Okay, one word: DONT. Here is the Oxford English Dictionary definition of a psychopath:
“Noun. 1. A person suffering from chronic mental disorder with abnormal or violent social behaviour.”
Have you been diagnosed by a professional as a psychopath? No? Do you freak out when things don’t go your way with a boy you like, and do you feel a need to screenshot all his messages, send them to friends, work out a revenge method, phone him 15 times, and cry over him for a week whilst harassing him with overly-emotional paragraphs on WhatsApp? Yes? Okay honey, you’re not a psychopath and you need to stop labelling yourself as such all over social media.
I know the whole “I’m a psycho” meme-culture is a good laugh, and sometimes, when we’ve been hurt by people, we do some silly things and we don’t always feel in control of our actions, but this labelling ourselves as a “psycho lol” needs to stop.
Why? Well, first of all, it’s women giving men free-reign to also label every upset girl as a “psycho”. You only had to watch Love Island to see a perfect example of this. When Malin left the villa, still, as far as both parties were concerned, in a relationship, and the next couple of days saw Terry having sex, sans-duvet, with another girl she wanted to confront him on the matter, so he called her a “crazy-ex girlfriend”. No Terry, she was standing up for herself. Sadly, this kind of situation is seen in the “real” world too often. Girls feel too scared to speak their minds, tell anyone when they’ve been hurt, because a select few girls have splattered their heartbreak and threats all over social media, captioned with “I’m a psycho lol”, giving everyone permission to call them as such, and label any remotely similar behaviour as “psychotic”. Yes, sometimes, when we really really like someone, and it starts going wrong, we do stupid things. But that’s all it is, stupid. Not psychotic. And it isn’t just girls who do stupid things, boys do it too. (Ahem… Mr. Blocked on One Thing, Message Me On Another Until You’re Blocked on Everything) But why don’t we hear about boys acting stupid over girls? Because they don’t smear it on everyone’s twitter feed as a threat to all other girls that they’re a “psycho lol”. Boys can stand up for themselves and tell a girl “That thing you did really upset me” and it’s fine. But now, we’ve grown into a culture where a girl doing the same thing is “controlling and she’s a psycho.” because girls, themselves, have called themselves “psychos” on every form of social media, making everyone think they’re fine with being called a psycho. Instead of saying “I’m a psycho lol so don’t p*ss me off” why is no-one saying “As a human being I’d rather you didn’t upset me.”?
Also, people can’t run around excusing crappy behaviour with “I’m a psycho lol.” Your life is not a meme. You are not actually Beyoncé. Your threats aren’t cute. People have to understand that under no circumstances is it acceptable to ring someone 18 times while his phone is plugged into the AUX cord at pre-drinks so the music stops every time you drunk-call him in a rage. (Deffo wasn’t me…) You can’t harass someone with whiney texts, calling them a multitude of obscenities and say “Well I’m a psycho so you shouldn’t have f*cked with me.” No. A million times, no. Not acceptable. I’m guilty of it myself, but it really has to stop. Actually apologise for your behaviour and accept that, sometimes, things don’t go your way, and you’ll feel better just letting it go.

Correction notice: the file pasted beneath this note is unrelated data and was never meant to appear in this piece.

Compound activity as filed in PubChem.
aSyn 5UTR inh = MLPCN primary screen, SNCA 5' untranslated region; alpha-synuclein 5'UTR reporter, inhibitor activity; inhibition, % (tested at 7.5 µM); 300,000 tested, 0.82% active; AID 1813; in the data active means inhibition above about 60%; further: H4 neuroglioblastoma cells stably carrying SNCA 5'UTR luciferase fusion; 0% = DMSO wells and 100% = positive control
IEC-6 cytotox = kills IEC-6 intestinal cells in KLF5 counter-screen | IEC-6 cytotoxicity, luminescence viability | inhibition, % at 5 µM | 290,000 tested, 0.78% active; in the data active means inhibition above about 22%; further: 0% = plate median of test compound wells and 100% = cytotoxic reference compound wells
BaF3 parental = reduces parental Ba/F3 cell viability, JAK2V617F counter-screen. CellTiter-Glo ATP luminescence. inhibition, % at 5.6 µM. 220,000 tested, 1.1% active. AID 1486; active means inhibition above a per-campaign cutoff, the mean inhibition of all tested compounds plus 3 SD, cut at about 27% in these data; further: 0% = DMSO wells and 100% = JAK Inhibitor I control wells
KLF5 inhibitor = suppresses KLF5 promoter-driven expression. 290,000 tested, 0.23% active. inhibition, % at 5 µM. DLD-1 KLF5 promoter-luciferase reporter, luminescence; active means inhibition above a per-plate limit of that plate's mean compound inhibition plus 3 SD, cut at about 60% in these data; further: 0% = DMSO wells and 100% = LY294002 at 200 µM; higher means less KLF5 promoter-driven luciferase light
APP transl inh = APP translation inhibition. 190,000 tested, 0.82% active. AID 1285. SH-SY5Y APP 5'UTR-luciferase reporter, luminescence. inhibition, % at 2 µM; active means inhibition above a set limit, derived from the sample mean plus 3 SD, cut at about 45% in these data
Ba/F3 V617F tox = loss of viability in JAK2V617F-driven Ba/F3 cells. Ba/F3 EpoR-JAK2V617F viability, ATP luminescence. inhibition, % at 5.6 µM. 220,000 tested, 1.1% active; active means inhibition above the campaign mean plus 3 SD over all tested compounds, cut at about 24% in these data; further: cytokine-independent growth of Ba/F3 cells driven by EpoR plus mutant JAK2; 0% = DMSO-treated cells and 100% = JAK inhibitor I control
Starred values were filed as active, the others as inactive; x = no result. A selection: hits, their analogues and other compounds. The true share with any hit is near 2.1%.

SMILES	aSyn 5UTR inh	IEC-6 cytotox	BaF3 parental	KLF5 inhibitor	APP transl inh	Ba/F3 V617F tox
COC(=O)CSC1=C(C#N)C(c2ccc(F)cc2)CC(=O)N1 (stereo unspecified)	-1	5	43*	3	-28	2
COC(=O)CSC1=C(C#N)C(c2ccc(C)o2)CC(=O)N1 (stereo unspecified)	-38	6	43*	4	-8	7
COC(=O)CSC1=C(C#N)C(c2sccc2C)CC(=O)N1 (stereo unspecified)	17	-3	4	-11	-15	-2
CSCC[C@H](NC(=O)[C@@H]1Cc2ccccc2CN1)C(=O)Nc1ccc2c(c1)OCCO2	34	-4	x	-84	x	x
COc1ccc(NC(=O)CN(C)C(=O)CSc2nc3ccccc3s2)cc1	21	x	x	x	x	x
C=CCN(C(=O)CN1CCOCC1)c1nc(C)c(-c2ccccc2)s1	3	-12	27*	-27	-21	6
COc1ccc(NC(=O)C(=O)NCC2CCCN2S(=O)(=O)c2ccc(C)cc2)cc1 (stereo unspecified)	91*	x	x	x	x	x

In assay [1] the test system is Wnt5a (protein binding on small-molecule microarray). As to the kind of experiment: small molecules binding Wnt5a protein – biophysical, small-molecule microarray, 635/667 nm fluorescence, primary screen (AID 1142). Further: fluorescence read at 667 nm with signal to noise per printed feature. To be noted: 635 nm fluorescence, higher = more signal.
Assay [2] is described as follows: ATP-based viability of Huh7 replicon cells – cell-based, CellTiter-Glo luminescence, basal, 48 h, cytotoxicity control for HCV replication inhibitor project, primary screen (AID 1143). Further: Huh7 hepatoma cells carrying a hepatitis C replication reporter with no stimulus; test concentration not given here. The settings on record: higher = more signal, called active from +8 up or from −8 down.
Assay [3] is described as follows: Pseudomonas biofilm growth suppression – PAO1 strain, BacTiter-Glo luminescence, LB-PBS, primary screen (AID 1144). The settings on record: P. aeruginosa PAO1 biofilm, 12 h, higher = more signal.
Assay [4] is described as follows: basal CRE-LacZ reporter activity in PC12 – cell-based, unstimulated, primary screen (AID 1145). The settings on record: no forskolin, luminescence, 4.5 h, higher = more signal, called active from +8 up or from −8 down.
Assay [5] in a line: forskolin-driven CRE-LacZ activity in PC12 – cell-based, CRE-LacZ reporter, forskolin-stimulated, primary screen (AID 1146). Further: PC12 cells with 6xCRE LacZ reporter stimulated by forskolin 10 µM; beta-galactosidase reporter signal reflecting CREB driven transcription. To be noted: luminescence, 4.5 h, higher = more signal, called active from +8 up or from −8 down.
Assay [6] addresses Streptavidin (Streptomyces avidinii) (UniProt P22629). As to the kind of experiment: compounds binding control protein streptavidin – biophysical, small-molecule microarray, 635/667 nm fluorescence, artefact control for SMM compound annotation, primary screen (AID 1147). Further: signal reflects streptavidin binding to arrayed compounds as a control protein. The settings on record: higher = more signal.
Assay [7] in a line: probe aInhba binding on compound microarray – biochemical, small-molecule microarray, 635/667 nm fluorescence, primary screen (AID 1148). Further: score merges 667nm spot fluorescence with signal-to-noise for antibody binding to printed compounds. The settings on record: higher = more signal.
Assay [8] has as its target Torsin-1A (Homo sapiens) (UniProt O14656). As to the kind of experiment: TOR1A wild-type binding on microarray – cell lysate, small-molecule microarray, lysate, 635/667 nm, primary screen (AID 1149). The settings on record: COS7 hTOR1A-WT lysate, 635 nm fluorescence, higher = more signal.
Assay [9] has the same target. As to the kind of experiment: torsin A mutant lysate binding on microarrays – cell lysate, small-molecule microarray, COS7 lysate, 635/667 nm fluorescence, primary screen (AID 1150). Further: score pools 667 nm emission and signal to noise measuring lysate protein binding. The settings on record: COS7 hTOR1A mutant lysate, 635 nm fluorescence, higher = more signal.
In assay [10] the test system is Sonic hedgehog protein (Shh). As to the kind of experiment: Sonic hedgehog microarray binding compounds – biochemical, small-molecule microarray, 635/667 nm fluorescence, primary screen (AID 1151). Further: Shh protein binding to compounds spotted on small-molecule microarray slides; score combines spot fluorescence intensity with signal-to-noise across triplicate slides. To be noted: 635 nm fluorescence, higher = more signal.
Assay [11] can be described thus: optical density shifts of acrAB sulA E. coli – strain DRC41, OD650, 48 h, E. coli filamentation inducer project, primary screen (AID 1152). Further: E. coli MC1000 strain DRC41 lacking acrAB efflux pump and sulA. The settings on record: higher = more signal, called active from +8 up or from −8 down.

Please, channel your anger and sadness into something that’s going to better you as a person. Go to the gym, take up a new hobby, read a book. Literally, anything but stewing over the same texts, making nasty threats and taking print-screens to caption on social media with “I’m a psycho lol”.
The meme is correct; I spend more time stalking hot girls on Instagram than hot guys. Honestly, I could spend all day scrolling through the Kardashian/Jenners, various beauty bloggers’ and a few random Instagram models’ accounts, like “How?!” Seriously though, some of those girls look like the Angel Gabriel himself chiselled their cheekbones for them. To be fair, most of them are naturally blessed, but still, there has to be some sort of miracle technique going on somewhere.
I’m terrible at make-up. I’m getting better, but I find the tutorials too intimidating, don’t actually own half the products they insist on using, nor do I have the time to sit at home practising. No matter how long I spend blending and piling on the products, I somehow always manage to look like my usual, bare-faced self, with some sort of smudged eye, and wonky, stained lips. Bare-faced is fine, but when everyone else is dolled up to the nines, looking like they’ve had Charlotte Tilbury herself pandering to them for three hours prior to pre-drinks, it’s a little disheartening.
I swear, I spend 90% of my “getting ready time” just poking myself in the eye with random brushes coated in some sort of bronze dust, or doing some wobbly winged eyeliner that legitimately looks like I let my pet dog have a try. So, I had a little look around, had a Google and scroll through Pinterest and came to a few conclusions.
Firstly, a few good products is better than loads of crappy ones. That sounds obvious, but when I think about how many rubbish foundations I’ve bought out of trial and error, that I’d end up mixing and blending myself into a tangerine with, I might as well have just gone to a make-up counter, had them colour match me and splash a little bit extra on something that’s not going to sink into my pores and make me look like a block of flaky Swiss cheese.